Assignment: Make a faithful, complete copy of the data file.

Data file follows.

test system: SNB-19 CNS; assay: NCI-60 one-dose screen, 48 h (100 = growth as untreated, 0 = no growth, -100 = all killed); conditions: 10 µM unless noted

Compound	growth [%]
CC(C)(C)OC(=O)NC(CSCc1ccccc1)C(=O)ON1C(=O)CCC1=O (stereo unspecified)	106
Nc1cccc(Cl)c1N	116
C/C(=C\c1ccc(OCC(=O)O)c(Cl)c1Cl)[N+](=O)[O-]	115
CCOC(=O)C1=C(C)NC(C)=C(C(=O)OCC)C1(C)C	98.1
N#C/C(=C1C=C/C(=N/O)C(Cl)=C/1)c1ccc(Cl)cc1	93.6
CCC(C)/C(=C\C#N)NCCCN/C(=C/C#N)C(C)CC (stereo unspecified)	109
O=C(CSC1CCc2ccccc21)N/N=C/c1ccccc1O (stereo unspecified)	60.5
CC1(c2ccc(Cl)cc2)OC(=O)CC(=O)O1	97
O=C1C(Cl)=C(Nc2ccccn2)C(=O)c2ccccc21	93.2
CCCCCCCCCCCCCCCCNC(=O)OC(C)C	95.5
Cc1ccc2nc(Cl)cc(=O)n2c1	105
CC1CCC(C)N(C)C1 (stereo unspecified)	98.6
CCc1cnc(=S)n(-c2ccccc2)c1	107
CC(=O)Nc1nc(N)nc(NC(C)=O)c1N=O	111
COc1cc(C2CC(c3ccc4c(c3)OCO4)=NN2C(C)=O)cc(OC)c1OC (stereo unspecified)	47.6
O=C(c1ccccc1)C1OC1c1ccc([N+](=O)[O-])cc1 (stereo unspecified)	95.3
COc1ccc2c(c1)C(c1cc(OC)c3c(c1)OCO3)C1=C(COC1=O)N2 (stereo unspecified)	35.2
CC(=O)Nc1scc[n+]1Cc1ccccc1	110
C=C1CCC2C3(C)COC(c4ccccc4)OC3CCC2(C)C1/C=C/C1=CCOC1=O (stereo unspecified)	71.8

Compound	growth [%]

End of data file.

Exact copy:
test system: SNB-19 CNS; assay: NCI-60 one-dose screen, 48 h (100 = growth as untreated, 0 = no growth, -100 = all killed); conditions: 10 µM unless noted

Compound	growth [%]
CC(C)(C)OC(=O)NC(CSCc1ccccc1)C(=O)ON1C(=O)CCC1=O (stereo unspecified)	106
Nc1cccc(Cl)c1N	116
C/C(=C\c1ccc(OCC(=O)O)c(Cl)c1Cl)[N+](=O)[O-]	115
CCOC(=O)C1=C(C)NC(C)=C(C(=O)OCC)C1(C)C	98.1
N#C/C(=C1C=C/C(=N/O)C(Cl)=C/1)c1ccc(Cl)cc1	93.6
CCC(C)/C(=C\C#N)NCCCN/C(=C/C#N)C(C)CC (stereo unspecified)	109
O=C(CSC1CCc2ccccc21)N/N=C/c1ccccc1O (stereo unspecified)	60.5
CC1(c2ccc(Cl)cc2)OC(=O)CC(=O)O1	97
O=C1C(Cl)=C(Nc2ccccn2)C(=O)c2ccccc21	93.2
CCCCCCCCCCCCCCCCNC(=O)OC(C)C	95.5
Cc1ccc2nc(Cl)cc(=O)n2c1	105
CC1CCC(C)N(C)C1 (stereo unspecified)	98.6
CCc1cnc(=S)n(-c2ccccc2)c1	107
CC(=O)Nc1nc(N)nc(NC(C)=O)c1N=O	111
COc1cc(C2CC(c3ccc4c(c3)OCO4)=NN2C(C)=O)cc(OC)c1OC (stereo unspecified)	47.6
O=C(c1ccccc1)C1OC1c1ccc([N+](=O)[O-])cc1 (stereo unspecified)	95.3
COc1ccc2c(c1)C(c1cc(OC)c3c(c1)OCO3)C1=C(COC1=O)N2 (stereo unspecified)	35.2
CC(=O)Nc1scc[n+]1Cc1ccccc1	110
C=C1CCC2C3(C)COC(c4ccccc4)OC3CCC2(C)C1/C=C/C1=CCOC1=O (stereo unspecified)	71.8

Compound	growth [%]